9 SAT Tips for Acing the Test
- Students should begin studying for the SAT months in advance.
- Understanding the SAT's tricky language and question structure is key.
- Day-of prep should include getting good rest, energizing your brain, and arriving early.
- Taking the SAT more than once can increase your chances of earning a high score.
The SAT is a college entrance exam taken by over 1 million students each year. One of the most important tips for getting a great SAT score is to study specifically for the SAT, which is uniquely designed to gauge your college readiness.
Most of your SAT prep should take place months in advance, and experts generally don't recommend relying on last-minute SAT tips. Any day-of preparation should focus on getting yourself to the testing site on time and feeling energized for the long day ahead.
Below, we break down nine ways to prepare for the SAT, with advice from test-prep experts.
1. Create an SAT Study Schedule
It may seem obvious, but your score will improve if you study for the SAT. Many students take a few practice tests and call it a day. A schedule, however, can keep you on track and ensure you study consistently.
"Create a strategic study plan based on your strengths and weaknesses of test content," advised Bara Sapir, CEO and founder of City Test Prep. "Focus on learning the material you've not performed well on, but also continue to practice material you have mastered."
To create your study schedule, start by choosing an SAT test date. Once you know when the test will take place, you can begin scheduling regular study sessions. Try to budget at least 2-3 hours a week for studying. You want to keep the material fresh in your mind without burning out before test day.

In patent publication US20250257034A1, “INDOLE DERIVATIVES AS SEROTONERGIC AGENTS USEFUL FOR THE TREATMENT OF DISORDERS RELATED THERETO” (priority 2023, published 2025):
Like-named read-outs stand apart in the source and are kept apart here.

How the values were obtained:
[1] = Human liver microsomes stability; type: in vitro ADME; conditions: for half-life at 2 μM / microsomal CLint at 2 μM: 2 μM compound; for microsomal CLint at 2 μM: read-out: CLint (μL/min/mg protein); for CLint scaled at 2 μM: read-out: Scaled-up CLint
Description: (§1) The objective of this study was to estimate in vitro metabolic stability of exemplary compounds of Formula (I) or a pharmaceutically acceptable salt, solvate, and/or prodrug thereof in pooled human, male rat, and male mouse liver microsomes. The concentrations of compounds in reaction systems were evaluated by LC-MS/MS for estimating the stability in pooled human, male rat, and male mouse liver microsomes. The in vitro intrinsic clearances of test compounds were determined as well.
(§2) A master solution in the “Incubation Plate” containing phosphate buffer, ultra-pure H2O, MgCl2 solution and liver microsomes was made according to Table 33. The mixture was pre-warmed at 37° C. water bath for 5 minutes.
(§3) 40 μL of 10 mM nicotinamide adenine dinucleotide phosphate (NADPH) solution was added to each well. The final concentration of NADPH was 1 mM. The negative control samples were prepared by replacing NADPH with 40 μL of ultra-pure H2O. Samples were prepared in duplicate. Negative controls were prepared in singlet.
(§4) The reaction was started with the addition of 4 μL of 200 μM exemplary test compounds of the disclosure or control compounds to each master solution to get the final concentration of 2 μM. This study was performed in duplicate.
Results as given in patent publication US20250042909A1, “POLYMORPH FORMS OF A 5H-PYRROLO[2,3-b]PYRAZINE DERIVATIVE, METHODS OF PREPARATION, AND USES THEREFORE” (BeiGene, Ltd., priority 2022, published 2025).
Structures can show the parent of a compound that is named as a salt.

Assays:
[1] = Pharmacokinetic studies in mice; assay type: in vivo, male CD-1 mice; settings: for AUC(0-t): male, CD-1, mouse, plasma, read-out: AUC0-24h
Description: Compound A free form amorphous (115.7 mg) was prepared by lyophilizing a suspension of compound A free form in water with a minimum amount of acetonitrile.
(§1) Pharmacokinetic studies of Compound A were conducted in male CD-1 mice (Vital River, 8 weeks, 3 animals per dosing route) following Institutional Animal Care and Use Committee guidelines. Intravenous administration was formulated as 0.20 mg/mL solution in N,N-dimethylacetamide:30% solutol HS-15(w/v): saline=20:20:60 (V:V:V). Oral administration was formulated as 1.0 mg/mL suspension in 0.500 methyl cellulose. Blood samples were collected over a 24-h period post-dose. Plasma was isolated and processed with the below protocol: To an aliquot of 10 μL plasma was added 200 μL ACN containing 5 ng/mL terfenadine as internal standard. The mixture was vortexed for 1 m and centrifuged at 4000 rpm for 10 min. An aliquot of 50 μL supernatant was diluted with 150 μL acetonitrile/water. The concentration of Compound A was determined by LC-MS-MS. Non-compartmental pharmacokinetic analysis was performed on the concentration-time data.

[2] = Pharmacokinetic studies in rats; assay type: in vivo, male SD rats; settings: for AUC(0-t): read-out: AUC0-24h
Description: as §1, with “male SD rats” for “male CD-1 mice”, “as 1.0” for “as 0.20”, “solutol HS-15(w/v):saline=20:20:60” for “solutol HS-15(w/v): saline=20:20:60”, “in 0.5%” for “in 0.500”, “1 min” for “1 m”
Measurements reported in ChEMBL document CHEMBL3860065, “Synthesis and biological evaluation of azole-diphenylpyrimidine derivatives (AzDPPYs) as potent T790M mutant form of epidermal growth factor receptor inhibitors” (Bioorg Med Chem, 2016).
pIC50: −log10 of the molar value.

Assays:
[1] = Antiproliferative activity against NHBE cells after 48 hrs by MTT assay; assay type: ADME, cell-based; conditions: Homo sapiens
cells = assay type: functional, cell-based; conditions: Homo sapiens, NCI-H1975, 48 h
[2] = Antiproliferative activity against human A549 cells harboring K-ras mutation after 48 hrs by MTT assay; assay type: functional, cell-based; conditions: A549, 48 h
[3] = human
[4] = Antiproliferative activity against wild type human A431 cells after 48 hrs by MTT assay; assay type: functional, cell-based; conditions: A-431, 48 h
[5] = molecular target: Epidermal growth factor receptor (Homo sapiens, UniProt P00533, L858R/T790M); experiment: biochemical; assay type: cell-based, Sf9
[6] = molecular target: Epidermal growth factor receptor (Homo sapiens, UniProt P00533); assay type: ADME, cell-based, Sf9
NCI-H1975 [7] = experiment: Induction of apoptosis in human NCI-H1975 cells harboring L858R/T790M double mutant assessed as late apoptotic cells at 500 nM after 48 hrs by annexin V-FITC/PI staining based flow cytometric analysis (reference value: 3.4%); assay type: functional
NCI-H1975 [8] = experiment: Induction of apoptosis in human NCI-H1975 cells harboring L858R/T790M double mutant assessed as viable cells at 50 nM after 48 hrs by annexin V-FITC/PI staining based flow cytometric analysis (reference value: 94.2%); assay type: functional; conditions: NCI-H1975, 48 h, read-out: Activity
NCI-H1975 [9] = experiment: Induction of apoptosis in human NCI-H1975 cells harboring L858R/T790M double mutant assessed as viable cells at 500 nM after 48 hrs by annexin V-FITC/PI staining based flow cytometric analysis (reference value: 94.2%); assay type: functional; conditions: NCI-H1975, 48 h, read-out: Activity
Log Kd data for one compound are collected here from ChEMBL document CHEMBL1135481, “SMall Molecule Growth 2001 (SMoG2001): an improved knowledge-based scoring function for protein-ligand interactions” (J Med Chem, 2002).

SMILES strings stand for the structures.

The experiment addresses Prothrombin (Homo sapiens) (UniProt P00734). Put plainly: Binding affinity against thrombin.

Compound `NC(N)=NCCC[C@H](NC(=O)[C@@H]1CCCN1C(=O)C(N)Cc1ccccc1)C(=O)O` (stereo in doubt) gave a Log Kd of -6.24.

"Think of this as a marathon you're preparing for rather than a sprint," said Sapir.
2. Use Quality Prep Materials
The quality of materials you use to study for the SAT can affect the score you earn and how prepared you feel on test day.
The College Board website should be your first go-to resource. There, you can download the free SAT Study Guide and access practice questions, full-length practice tests, answer explanations, and tips. You can also use Khan Academy, a partner of the College Board, to access hundreds of official SAT practice questions and video explanations.
Other resources include highly rated SAT prep books, apps, online prep classes, and private tutors.
3. Increase Your Reading Speed
A big part of the SAT is reading the questions quickly and accurately. On the Reading section in particular, you want to get through long passages fast without losing track of key points. By decreasing the time it takes you to read questions and passages on the test, you'll have more time for contemplating the answers.
"On reading-based questions, around 80% of what you are tested on comes from around 20% of what you read," explained Sapir. "Being a more efficient reader means you have more time for critical thinking and answering questions."
Reading through and practicing SAT questions will help you become more familiar with the question structure and language. You can also research ways to increase your reading and comprehension speed. For example, you might try a technique like word-chunking or practice limiting the impulse to reread sentences.